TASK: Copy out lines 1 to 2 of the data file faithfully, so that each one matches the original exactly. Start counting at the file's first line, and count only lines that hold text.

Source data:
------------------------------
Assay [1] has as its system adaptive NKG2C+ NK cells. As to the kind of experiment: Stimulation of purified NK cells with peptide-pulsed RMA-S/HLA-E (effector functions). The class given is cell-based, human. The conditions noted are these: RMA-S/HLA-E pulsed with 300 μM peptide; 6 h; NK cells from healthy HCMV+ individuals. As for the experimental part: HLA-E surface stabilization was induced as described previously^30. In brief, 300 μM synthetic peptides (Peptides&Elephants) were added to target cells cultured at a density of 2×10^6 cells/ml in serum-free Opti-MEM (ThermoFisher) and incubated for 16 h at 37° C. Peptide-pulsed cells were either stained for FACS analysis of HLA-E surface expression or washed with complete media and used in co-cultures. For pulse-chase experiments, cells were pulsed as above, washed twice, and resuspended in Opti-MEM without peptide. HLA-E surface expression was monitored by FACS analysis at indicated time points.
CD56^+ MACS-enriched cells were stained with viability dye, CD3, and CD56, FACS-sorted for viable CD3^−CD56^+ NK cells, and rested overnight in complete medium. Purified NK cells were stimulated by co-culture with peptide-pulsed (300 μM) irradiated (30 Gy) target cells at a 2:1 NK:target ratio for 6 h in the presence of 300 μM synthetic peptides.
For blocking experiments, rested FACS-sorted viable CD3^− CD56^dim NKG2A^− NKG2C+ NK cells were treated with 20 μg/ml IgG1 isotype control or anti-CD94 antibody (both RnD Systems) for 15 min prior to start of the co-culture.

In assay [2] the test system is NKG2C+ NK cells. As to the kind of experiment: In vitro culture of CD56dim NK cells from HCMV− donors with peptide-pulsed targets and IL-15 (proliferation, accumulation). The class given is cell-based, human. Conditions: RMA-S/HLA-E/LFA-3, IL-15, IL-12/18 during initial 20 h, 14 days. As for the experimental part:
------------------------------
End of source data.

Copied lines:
Assay [1] has as its system adaptive NKG2C+ NK cells. As to the kind of experiment: Stimulation of purified NK cells with peptide-pulsed RMA-S/HLA-E (effector functions). The class given is cell-based, human. The conditions noted are these: RMA-S/HLA-E pulsed with 300 μM peptide; 6 h; NK cells from healthy HCMV+ individuals. As for the experimental part: HLA-E surface stabilization was induced as described previously^30. In brief, 300 μM synthetic peptides (Peptides&Elephants) were added to target cells cultured at a density of 2×10^6 cells/ml in serum-free Opti-MEM (ThermoFisher) and incubated for 16 h at 37° C. Peptide-pulsed cells were either stained for FACS analysis of HLA-E surface expression or washed with complete media and used in co-cultures. For pulse-chase experiments, cells were pulsed as above, washed twice, and resuspended in Opti-MEM without peptide. HLA-E surface expression was monitored by FACS analysis at indicated time points.
CD56^+ MACS-enriched cells were stained with viability dye, CD3, and CD56, FACS-sorted for viable CD3^−CD56^+ NK cells, and rested overnight in complete medium. Purified NK cells were stimulated by co-culture with peptide-pulsed (300 μM) irradiated (30 Gy) target cells at a 2:1 NK:target ratio for 6 h in the presence of 300 μM synthetic peptides.